The Science Behind String Instruments

The Science Behind String Instruments

There’s always one person you know who plays one. In every founder’s day musical we have a massive band of violinists and guitarists playing beautiful melodies! Now, let’s see their secrets, shall we? 

We can start with one of the most common string instruments, something that has been used in music for over 4000 years- The guitar! The guitar is usually used as one of the lead instruments. This is usually because of its ability to amplify the noises produced by the strings. When the strings vibrate, they produce a sound, which is amplified by the guitar. Vibrations vary, depending on the length, width and tension of the strings. 

Now let’s jump into the world of Violins-

A violin is a special kind of string instrument. In order to play it, one has to use a bow. The bow is made of horsehair. A violinist strokes the bow to the strings, making them bend and create a sound, then as soon as it goes back to its original position, they strike it again (this happens in a very short duration). Another interesting fact about the violin is that a newly bought violin will not play a clear sound. You will need Rosin, a substance made by heating liquid resin obtained by pine trees. This resin creates friction, makes the grip of the bow firm on the strings and hence makes them vibrate more clearly.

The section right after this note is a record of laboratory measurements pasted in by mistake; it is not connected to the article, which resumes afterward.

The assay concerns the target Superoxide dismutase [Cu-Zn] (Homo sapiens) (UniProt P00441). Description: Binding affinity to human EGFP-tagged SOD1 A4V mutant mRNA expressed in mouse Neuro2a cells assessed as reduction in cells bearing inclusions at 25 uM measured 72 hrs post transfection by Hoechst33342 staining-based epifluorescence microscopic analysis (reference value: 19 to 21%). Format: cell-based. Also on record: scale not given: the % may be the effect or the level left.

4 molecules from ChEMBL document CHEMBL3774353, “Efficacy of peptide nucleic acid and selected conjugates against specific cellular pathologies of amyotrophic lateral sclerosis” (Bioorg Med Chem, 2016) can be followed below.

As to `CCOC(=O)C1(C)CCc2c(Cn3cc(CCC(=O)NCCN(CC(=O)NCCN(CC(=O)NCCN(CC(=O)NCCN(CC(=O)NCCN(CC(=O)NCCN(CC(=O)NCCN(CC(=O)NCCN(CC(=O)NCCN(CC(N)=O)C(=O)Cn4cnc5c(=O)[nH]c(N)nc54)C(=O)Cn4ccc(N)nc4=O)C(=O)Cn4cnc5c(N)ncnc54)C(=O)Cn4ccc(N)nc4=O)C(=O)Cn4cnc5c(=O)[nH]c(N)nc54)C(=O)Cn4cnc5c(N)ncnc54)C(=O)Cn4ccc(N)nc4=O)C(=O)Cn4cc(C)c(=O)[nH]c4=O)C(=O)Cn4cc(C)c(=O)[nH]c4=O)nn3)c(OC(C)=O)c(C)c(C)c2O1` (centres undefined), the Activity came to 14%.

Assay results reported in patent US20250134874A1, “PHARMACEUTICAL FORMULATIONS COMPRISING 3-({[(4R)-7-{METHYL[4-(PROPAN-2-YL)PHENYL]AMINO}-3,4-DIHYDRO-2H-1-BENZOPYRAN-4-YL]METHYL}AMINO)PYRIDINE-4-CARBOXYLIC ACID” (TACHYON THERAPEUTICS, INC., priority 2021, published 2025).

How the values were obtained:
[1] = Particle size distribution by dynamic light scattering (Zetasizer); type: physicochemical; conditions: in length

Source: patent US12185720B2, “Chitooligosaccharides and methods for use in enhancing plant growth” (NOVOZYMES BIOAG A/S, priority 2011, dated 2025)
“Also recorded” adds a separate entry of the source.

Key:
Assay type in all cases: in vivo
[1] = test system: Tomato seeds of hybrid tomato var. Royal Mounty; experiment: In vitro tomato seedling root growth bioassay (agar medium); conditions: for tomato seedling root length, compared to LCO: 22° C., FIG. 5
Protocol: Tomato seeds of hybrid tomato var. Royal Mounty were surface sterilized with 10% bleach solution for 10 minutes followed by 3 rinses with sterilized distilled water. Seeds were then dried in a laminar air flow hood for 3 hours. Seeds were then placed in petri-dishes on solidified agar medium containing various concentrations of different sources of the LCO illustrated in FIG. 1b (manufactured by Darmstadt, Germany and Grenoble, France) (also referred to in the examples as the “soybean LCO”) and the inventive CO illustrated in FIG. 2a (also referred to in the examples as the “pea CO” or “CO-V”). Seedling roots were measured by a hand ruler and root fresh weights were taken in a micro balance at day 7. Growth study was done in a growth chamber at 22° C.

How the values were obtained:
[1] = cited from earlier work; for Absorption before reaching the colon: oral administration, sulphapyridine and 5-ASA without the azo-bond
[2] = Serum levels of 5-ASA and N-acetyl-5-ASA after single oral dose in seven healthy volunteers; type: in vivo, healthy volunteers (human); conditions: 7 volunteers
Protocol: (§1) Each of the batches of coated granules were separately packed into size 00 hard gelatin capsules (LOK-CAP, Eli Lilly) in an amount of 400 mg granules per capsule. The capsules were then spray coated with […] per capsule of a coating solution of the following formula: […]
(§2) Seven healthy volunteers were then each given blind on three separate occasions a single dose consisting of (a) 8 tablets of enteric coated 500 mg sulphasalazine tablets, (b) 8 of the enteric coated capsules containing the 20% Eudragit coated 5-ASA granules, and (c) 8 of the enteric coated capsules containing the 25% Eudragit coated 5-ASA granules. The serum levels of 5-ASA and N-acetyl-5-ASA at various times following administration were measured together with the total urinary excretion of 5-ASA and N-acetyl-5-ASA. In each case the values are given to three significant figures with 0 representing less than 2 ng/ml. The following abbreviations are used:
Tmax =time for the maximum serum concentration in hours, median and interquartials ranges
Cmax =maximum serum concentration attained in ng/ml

The Cello-

The cello is an instrument similar to a violin, it acts like a violin, and is much bigger than a violin. Even the usage is similar to that of a violin, as it is either plucked or stroked by the bow. However, the sound and the vibrations are much louder and clearer. The reason for this is because of the tension levels of the strings, which are nearly perfect! The Cello has a mix of high and low tensions. The lower tensions give more power and the higher tensions bring control to this majestic instrument. Each of the 4 strings in a cello has a unique harmonic, (A cello string has a fundamental frequency of 65.40Hz). It has one of the best sounds in the instrument world.

So to conclude, we can say that all of these string instruments vibrate and create a frequency. This and the vibration itself creates something our brain computes as a melody. The shorter the wavelength of the vibration, the higher the pitch.


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The 1st wavelength is a low frequency, the 4th is a high frequency. 

It’s clear that string instruments are a lot more complex than we once thought! We hope this article makes you appreciate string instrument players, and make them a little more fun to watch!

– Rouvin Upadhyay and Ayaan Agarwal


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